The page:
I still sometimes feel guilty about how I must had made my girlfriend feel at that time and wish that I had opened up and talked to her about it. As mentioned earlier, ROCD often seems particularly cruel as it attacks what you most care about. Singer from Psych Central comments “Relationship OCD is one of the most heart-breaking types of OCD. It attacks one of the most basic of human needs and desires — to love and be loved”. If ROCD is not addressed, then often the relationship will struggle to continue and lead to a lot of unnecessary heart ache for both people.

How to treat relationship OCD

With all of this in mind we come to the most important question. How do your treat ROCD? The first thing to address is communication. You need to let your partner know what is going on inside, so that they don´t feel shut out and they can try and understand why you´ve been acting like you have. Once you partner is aware of what is going on, you can move onto the next step. With all forms of OCD and other anxiety orders, the key thing is acceptance. This skill can be learnt through the art of mindfulness.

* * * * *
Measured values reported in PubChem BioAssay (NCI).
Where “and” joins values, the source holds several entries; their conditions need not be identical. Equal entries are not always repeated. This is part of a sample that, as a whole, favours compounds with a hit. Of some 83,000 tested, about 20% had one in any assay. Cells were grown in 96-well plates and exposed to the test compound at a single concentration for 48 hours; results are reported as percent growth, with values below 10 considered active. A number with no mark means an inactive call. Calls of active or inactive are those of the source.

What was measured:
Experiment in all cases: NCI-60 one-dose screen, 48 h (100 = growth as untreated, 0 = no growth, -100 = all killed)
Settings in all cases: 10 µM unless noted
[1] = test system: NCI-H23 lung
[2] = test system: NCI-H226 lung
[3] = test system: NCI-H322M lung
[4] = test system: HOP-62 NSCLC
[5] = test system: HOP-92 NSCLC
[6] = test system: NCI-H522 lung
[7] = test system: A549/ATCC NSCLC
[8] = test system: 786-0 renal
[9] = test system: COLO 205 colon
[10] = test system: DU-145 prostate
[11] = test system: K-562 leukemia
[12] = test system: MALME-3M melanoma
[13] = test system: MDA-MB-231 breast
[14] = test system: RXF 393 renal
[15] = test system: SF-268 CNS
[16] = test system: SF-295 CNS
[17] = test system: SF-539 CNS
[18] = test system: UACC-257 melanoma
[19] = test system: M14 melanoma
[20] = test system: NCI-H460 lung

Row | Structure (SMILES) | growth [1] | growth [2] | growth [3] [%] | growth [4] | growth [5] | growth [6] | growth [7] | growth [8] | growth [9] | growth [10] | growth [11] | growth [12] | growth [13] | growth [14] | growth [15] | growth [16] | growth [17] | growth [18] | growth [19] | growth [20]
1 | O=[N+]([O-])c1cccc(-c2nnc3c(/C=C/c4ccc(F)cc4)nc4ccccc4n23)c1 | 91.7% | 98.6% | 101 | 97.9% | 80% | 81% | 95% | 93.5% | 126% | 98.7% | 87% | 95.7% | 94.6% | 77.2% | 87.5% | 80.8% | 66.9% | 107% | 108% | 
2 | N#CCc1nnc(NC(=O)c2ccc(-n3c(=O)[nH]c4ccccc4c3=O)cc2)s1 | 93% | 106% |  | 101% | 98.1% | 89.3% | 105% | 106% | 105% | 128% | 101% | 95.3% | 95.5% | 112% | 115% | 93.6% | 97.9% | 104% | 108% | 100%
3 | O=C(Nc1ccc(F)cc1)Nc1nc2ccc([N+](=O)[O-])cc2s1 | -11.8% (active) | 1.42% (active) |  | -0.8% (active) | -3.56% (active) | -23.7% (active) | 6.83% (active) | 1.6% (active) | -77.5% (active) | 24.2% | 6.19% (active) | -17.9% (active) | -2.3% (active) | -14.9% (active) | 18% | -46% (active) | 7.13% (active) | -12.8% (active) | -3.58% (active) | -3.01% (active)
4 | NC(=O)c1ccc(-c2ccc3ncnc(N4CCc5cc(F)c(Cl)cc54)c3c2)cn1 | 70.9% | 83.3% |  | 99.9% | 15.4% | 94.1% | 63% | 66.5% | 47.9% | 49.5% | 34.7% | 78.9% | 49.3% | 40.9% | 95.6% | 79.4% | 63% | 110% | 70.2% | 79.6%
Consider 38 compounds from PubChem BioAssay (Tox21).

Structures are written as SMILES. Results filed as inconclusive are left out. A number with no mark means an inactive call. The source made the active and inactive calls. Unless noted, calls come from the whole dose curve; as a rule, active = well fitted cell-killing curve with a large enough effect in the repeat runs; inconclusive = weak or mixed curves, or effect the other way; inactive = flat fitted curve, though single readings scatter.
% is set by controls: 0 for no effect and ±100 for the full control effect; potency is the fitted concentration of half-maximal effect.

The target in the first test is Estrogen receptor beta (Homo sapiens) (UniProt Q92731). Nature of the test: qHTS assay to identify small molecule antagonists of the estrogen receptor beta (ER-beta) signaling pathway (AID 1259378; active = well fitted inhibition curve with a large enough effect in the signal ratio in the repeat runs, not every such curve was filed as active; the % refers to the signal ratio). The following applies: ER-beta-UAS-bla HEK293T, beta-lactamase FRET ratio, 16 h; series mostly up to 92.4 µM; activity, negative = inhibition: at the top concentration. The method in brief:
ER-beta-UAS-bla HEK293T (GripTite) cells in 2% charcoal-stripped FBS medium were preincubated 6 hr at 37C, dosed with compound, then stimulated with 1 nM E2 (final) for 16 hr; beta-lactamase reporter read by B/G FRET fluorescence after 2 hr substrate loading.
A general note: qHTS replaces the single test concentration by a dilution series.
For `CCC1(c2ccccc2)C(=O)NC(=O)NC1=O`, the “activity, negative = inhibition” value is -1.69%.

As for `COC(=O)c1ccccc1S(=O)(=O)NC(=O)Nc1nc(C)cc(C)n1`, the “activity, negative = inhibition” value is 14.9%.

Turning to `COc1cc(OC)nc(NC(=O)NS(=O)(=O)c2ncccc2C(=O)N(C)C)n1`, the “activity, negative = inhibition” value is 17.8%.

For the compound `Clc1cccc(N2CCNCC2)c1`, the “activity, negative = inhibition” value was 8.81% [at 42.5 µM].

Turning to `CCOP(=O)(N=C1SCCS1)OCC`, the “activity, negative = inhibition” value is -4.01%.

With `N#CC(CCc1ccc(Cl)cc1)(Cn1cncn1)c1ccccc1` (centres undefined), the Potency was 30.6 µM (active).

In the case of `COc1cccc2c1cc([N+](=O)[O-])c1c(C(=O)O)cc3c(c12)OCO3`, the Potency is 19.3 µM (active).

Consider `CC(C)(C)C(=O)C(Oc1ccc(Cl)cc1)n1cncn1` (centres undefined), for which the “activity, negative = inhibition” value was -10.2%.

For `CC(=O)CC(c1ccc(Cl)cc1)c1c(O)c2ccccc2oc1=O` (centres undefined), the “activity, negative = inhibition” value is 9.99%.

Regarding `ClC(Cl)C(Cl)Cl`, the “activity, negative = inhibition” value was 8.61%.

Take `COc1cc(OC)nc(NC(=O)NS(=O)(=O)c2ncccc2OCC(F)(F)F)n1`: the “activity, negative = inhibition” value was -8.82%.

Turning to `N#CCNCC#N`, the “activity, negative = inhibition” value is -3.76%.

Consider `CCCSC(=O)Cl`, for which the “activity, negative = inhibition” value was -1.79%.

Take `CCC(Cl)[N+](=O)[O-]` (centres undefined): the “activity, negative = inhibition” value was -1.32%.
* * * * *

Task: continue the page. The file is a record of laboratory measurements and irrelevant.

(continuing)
As John Hershfield comments in his article from the International OCD Foundation “To be ´mindful´ means observing and accepting unwanted thoughts, feelings, and physical sensations without judging or attaching meaning to them or trying to stop or change them”. We will return to mindfulness in a minute but before we do, let´s just continue with this idea of acceptance.

As mentioned before, what the sufferer of ROCD is looking for is certainty, they want to know without any doubt at all that their partner is the right one for them. But this is what is keeping them stuck. It is hard, but they have to learn to accept that we can never have 100% certainty about anything, and relationships are no different. Before treatment can start, the sufferer needs to understand this. They also need to know that in order for them to discover if a relationship is truly for them or not, then they must first manage the symptoms of ROCD.